Meanwhile, preparations were being made at the top management level for the seven major newspaper companies to issue a “Joint Seven-company Statement,” regardless of their leftist or rightist leanings, to “Condemn violence and defend parliamentary government” with the aim of helping to quiet down the confrontation. In response to this, Goro negotiate directly with the chief editor to stop their paper from printing the joint statement on the grounds that its contents were a one-sided blaming of the students for the violence and thus a blatant violation of the press’ obligation to maintain neutrality and independence in their news content. The cynical chief editor replied that, “In the end, this country has no consistent policies. The only way for us to survive is to accept the contradictions as contradictions. So, become a revolutionary if that suits you.” To which Goro responded, “You have no right to be handling words at all,” at which he immediately quit the newspaper.

The year is 2021. Ichiya visits the eldest son of the Iwai family, Shunsuke. “Some of the other evacuees have been able to relocate and establish new lives elsewhere. I guess I’m just not as strong as them,” says Shunsuke regretfully. Formerly, he had found work in (radioactive soil) decontamination in the disaster area, and now he is working to recycle decontaminated soil, so he can’t say that the Recovery Olympics are a complete false.

In fact, the recovery has involved little more than cleaning up the areas that the pre-Olympic Torch Relay will pass through. Seeing a newspaper article hailing the “Recovery Town, the Torch is Lit” on the internet, Shunsuke bursts out in anger and write a comment on the web page, “That town is just a superficial sham. Don’t forget that the people who used to live here are still unable to return to their homes.”
But, in response to his comments, others write a barrage of comments criticizing him, like: “Don’t spread harmful rumors,” or, “People like you who talk about insecurity are fools who lack access to the right information.” And these fruitless exchanges with people he can’t see drive Shunsuke deeper into anxiety.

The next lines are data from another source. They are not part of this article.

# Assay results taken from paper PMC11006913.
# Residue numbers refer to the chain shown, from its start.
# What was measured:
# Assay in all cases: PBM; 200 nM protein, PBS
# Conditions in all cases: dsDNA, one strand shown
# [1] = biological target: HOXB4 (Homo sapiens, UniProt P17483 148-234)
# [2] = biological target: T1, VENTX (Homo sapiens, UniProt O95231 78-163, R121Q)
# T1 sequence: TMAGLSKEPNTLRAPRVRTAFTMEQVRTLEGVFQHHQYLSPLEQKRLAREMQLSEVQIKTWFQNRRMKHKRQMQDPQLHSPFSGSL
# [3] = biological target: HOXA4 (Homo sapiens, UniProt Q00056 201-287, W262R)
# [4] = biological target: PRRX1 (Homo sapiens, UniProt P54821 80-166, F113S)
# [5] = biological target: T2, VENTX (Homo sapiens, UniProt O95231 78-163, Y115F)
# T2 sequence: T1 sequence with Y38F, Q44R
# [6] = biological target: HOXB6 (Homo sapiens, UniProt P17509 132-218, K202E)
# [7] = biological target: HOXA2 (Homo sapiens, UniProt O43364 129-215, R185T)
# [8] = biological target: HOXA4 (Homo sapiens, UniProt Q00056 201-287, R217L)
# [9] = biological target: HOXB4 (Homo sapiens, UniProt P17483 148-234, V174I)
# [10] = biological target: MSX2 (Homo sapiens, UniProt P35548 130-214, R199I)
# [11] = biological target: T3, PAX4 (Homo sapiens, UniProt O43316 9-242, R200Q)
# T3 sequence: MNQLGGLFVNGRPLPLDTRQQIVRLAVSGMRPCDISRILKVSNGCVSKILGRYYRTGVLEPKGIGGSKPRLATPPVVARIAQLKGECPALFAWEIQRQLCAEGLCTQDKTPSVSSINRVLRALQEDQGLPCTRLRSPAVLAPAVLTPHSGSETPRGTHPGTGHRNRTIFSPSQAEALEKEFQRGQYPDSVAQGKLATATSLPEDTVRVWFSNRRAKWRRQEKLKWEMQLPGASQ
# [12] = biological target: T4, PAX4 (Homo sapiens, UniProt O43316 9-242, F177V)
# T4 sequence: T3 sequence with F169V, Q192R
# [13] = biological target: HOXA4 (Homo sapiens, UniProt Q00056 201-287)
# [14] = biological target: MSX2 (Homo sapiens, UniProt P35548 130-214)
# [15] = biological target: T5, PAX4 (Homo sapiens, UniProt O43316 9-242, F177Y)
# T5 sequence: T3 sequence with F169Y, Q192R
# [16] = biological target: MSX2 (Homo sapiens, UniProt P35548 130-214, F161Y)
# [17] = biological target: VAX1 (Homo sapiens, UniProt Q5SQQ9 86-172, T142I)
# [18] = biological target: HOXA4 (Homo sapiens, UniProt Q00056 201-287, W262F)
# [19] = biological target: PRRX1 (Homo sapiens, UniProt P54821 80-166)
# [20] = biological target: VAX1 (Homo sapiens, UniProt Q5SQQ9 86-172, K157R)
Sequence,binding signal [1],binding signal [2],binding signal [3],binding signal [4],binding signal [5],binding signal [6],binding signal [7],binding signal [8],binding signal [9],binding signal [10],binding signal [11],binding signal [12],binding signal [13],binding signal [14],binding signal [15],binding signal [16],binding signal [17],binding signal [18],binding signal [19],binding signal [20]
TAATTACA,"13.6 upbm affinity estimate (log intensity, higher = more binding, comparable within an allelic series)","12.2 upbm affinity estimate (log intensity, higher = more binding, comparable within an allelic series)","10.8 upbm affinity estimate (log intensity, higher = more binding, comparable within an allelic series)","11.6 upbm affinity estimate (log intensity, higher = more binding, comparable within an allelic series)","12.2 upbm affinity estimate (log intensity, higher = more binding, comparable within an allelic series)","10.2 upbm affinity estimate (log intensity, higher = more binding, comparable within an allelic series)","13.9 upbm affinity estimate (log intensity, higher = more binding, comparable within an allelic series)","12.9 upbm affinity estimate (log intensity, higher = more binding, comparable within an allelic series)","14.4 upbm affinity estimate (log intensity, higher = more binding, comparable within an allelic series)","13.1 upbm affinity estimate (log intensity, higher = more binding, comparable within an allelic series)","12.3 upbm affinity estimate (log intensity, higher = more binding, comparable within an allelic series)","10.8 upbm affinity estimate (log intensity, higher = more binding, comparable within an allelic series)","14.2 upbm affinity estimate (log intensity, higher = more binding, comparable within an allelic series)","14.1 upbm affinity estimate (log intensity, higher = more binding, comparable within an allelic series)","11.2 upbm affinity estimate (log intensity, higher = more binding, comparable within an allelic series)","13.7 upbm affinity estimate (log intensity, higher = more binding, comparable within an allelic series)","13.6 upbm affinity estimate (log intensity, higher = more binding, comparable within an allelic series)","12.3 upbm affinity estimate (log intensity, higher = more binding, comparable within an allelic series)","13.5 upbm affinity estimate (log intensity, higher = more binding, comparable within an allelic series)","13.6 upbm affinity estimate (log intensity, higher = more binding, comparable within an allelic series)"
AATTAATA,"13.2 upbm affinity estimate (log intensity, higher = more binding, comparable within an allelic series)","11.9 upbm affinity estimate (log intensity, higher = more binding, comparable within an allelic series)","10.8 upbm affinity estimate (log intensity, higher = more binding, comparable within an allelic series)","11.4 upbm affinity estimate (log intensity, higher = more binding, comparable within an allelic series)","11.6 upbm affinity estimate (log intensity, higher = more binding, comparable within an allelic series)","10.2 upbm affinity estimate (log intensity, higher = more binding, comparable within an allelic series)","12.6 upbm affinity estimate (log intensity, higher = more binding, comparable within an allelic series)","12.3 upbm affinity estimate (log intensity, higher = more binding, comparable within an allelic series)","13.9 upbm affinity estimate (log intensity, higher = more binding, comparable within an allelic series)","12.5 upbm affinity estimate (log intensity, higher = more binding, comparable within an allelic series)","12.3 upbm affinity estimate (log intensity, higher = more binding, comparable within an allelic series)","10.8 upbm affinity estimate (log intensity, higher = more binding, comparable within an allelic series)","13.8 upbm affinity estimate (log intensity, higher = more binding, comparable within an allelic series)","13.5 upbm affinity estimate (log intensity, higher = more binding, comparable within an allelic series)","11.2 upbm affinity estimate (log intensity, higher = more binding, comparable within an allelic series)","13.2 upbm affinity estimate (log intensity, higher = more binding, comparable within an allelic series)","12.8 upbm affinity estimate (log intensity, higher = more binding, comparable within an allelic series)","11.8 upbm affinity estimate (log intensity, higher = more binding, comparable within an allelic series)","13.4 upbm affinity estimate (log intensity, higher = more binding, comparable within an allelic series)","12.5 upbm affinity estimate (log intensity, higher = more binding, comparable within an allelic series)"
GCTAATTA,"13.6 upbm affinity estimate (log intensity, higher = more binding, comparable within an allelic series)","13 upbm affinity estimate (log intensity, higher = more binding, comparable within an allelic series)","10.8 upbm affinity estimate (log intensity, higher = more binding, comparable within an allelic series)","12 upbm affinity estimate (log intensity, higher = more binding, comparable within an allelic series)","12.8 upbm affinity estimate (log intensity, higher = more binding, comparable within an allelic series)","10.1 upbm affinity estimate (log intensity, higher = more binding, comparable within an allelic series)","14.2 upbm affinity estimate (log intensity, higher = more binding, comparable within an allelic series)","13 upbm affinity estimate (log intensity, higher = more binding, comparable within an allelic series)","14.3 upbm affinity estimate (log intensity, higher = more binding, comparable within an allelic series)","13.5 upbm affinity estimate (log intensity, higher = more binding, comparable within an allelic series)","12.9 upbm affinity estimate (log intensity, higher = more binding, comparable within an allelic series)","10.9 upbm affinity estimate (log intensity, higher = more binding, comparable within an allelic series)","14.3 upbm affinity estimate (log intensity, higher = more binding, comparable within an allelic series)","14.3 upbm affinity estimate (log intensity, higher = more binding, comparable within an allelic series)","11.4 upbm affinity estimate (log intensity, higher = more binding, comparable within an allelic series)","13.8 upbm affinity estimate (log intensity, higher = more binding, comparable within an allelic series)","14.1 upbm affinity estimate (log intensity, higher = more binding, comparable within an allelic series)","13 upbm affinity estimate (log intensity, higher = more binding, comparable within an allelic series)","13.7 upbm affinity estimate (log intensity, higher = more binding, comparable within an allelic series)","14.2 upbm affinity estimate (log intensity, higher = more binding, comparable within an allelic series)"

Worried about her older brother, the younger sister, Risa, arrives and tells him that even though Ichiya has been transferred and no longer has a place to run his articles (about the recovery), she hopes they will continue to let him come to do his reporting. Risa smiles as she says, “I want to start again from the place that we lost, so I hope we can think together about how to do it.”

Not concerned about getting wet, Risa runs off into the rain. Ichiya also looks up into the rainy sky.

Even If There Are People Who Laugh at Her
Even If There Are People Who Laugh at Her
Even If There Are People Who Laugh at Her
Even If There Are People Who Laugh at Her
Profile

Born in Tokyo in 1977, Setoyama graduated from the Waseda University’s School of Political Science and Economics. In 2001, she started the theater company Minamoza, for which she would be the playwright and director. Among her representative plays are Emotional Labor, Mienai Kumo(Invisible Cloud) (original by Gudrun Pausewang), Yubi (Fingers), Familia, and others. In 2016, Setoyama’s play Karera no teki (Their Enemies) won the 23rd Yomiuri Theater Award for Excellent Work. In 2019, Setoyama won the 26th Yomiuri Theater Awards Excellent Director award for her direction of the Office Cottone production of Yoru, Naku, Tori (Birds that Sing at Night) and the Ryuzanji Company production of Watashi, to Senso (Me, and the War). Other representative works include the Office Cottone production of Rachi mo naku Kegare naku (playwright, director), Oreste and Purades (playwright) at Kanagawa Arts Theatre, Djihad at Saitama Next Theater and Ano Dekigoto (The Event) at New National Theatre (directing both). Setoyama has also written the screenplays for Amizu Haruko ha yukuefumei (Japanese Girls Never Die) and River’s Edge Her play THE NETHER won the 27th Yomiuri Theater Award for Excellent Work and Best Director.
In 2020, received the 70th New Face Award of the Minister of Education Award for Fine Arts. Setoyama also won the 28th Yomiuri Theater Awards Excellent Director award for her direction of The Contemporary Noh plays / Eudemonics inspired by Noh plays Dojoji and Sumidagawa.

Minamoza
http://minamoza.com/